Market Lavington Museum

An old school slate


Market Lavington School slate from the 1890s

People in the older generations from all across the country will remember using slates as school. They made a lot of sense for some work. The pages in an exercise book could only be used once but work – done on a slate could be checked and then rubbed off so that the slate could be used again. For example, the slate was perfect, for arithmetic practice or for spelling tests where, once a teacher had seen the work it was no longer needed.

The writing implement used with the slate was a piece of hard chalk. Users will recall the horrible squeaking  noises made as the chalk was pushed over the slate. Wiping the boards clean, with a dry rag, could produce clouds of dust.

For some reason the slate fell out of favour as the twentieth century progressed.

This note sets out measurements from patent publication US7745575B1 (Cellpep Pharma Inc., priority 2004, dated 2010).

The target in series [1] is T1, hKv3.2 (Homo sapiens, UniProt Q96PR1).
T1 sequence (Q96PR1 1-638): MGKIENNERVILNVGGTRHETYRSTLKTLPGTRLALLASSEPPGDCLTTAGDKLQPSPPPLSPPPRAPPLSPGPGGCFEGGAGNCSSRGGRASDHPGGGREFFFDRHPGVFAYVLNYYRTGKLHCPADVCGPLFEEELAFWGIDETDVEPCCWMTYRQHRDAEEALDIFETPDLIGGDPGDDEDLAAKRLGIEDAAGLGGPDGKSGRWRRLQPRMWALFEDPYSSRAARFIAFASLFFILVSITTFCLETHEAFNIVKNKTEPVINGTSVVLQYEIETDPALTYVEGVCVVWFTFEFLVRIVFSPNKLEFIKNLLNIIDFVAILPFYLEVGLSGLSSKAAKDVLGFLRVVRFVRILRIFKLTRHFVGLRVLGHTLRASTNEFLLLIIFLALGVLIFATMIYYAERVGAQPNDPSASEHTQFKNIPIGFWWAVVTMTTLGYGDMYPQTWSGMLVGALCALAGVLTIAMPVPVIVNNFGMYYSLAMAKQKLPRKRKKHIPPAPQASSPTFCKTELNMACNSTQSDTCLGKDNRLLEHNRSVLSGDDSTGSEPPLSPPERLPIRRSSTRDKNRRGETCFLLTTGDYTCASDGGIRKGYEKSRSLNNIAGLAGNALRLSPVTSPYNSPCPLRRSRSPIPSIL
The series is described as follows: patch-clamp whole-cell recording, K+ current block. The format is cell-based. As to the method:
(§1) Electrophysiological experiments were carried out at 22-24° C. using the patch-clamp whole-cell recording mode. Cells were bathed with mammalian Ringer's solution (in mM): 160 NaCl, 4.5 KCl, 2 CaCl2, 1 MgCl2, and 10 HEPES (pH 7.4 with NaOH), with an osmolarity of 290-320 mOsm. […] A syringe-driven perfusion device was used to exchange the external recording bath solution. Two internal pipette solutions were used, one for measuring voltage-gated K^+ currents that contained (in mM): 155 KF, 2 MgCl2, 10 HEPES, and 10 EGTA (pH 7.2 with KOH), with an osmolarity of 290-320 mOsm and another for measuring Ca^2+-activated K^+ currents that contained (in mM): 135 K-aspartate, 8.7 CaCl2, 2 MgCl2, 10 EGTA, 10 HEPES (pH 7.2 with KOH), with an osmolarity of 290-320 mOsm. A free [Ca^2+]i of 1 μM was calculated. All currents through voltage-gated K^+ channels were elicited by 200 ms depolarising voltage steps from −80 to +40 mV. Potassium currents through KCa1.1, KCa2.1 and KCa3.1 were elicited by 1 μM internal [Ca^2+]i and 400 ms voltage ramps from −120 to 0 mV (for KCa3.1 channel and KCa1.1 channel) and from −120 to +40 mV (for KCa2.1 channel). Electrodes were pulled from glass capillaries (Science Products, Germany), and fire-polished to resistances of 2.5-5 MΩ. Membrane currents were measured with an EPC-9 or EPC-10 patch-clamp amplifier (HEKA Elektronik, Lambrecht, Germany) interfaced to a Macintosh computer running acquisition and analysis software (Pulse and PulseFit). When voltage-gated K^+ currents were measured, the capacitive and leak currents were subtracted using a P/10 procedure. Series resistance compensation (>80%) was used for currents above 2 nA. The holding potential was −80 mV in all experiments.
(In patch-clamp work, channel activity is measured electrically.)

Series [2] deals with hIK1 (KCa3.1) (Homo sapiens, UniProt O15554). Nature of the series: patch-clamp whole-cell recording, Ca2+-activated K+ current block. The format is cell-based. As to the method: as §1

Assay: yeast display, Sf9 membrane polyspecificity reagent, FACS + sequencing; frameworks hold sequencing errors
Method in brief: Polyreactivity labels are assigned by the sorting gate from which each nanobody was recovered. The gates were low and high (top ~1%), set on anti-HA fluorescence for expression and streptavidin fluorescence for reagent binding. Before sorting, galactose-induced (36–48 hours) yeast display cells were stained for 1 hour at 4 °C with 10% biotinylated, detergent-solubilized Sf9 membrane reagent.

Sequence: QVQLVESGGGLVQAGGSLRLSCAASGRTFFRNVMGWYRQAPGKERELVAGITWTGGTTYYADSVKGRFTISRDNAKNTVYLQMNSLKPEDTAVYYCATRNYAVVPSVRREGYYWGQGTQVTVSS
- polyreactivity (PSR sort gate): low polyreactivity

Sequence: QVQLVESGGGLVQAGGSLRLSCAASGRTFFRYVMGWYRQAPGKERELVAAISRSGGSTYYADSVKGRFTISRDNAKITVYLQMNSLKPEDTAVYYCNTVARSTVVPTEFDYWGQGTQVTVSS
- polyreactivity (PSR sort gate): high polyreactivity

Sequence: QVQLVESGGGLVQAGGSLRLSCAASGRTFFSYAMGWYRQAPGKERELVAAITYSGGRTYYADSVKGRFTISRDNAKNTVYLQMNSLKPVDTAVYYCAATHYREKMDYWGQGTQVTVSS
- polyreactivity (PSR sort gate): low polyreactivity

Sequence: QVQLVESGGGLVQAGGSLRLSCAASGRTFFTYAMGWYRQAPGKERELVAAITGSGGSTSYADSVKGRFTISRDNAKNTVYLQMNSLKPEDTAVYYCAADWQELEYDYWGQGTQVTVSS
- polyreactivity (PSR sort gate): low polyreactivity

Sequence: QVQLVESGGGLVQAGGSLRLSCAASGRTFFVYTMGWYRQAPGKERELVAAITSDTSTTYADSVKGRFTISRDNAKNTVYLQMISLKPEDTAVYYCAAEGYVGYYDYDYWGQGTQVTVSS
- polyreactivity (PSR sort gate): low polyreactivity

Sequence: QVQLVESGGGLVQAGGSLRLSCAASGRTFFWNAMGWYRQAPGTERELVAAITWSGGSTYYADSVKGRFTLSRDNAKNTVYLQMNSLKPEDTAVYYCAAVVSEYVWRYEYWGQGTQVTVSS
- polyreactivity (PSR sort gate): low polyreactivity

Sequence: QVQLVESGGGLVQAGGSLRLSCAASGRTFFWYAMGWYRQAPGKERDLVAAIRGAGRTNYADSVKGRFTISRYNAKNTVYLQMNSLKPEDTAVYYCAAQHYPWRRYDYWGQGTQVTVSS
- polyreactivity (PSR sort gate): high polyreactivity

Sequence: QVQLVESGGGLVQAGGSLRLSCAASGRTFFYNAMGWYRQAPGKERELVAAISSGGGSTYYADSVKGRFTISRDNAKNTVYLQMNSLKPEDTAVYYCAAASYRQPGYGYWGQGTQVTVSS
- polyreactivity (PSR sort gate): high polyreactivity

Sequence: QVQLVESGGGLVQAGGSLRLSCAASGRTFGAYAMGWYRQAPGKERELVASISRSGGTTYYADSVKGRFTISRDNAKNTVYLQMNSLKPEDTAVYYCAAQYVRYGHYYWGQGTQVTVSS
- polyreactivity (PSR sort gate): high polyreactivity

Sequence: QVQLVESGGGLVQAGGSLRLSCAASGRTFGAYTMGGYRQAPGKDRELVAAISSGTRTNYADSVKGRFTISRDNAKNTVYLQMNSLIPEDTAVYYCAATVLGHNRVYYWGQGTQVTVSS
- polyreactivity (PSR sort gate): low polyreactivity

The old idea, though, is finding favour in 21st century schools, but now the young students use a small white board and a dry wipe pen.

Our slate was used at market Lavington School (now the Old School) and dates from the 1890s.

Observant lookers will note that the wood frame has woodworm holes. This is not active, but if it were we would be able to send it to The Wiltshire and Swindon History Centre in Chippenham where the conservators would put it in a deep freeze at -30 degrees Celsius for about a week. This low temperature defeats the furniture beetle in all its stages of life.